Steaming and Frothing the Milk – Now we get to the part where we actually steam and froth the milk for the latte. If you have an espresso machine and a built-in steamer/frother, then you are good to go. You know what to do. But if you don’t have an espresso machine, you will need to do it a bit differently. And though I’ve tried many ways to froth milk, like using a blender or an immersion blender, the very best way I have found to froth milk is with a little gadget that cost me about ten bucks. This little gadget is a battery-operated frothing wand. (You can see it in the photo above.) Now, I’m not very big on specialty kitchen gadgets, but this is one that I find very useful. It’s a tiny wand that will froth your milk perfectly, and then can easily be tucked away in a drawer or cabinet. To use, just heat your milk in the microwave or in a pan on the stove and then pour it into a jar or small pitcher and froth away. So easy. These wands can be found in kitchen stores or you can buy one online. Of course, if you don’t want to spend the extra cash on a frothing want, you can try using a blender or even shake your hot milk vigorously in a mason jar. (But please be careful when blending or shaking up hot milk!)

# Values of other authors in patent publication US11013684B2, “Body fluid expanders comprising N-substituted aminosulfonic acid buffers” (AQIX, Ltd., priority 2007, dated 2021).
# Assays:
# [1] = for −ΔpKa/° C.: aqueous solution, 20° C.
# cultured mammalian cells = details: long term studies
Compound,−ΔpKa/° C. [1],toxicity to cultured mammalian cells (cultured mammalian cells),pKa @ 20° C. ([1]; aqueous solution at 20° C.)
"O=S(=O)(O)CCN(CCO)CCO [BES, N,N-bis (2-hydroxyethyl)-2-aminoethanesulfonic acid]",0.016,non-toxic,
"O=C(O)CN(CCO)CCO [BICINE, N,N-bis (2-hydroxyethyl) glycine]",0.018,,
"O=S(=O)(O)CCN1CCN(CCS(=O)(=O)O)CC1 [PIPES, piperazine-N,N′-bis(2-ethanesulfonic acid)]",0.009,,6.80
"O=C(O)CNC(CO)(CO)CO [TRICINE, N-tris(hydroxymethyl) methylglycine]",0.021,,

Assemble the Herbal Latte – The final step is putting the latte together. Place your strongly-brewed dandelion coffee into your favorite mug, leaving lots of extra room for the frothed milk. Add a little sweetener at this point, if you like. Next, you’ll add the milk, but there is a trick to this. You’ll notice that in the jar containing your frothed milk, there is some hot liquid milk at the bottom of the jar, and the foam at the top. When pouring, use a spoon to hold back the foam while pouring the milk into the latte, then spoon the foam onto the top of your latte. I then like to dust with a little cinnamon, but this part is optional.
So whether you’re looking to permanently replace your coffee, or if you just want an occasional caffeine-free alternative, I hope you give this Herbal Latte a try. If you try it, please let me know how you liked it in the comments below.
I hope you enjoy!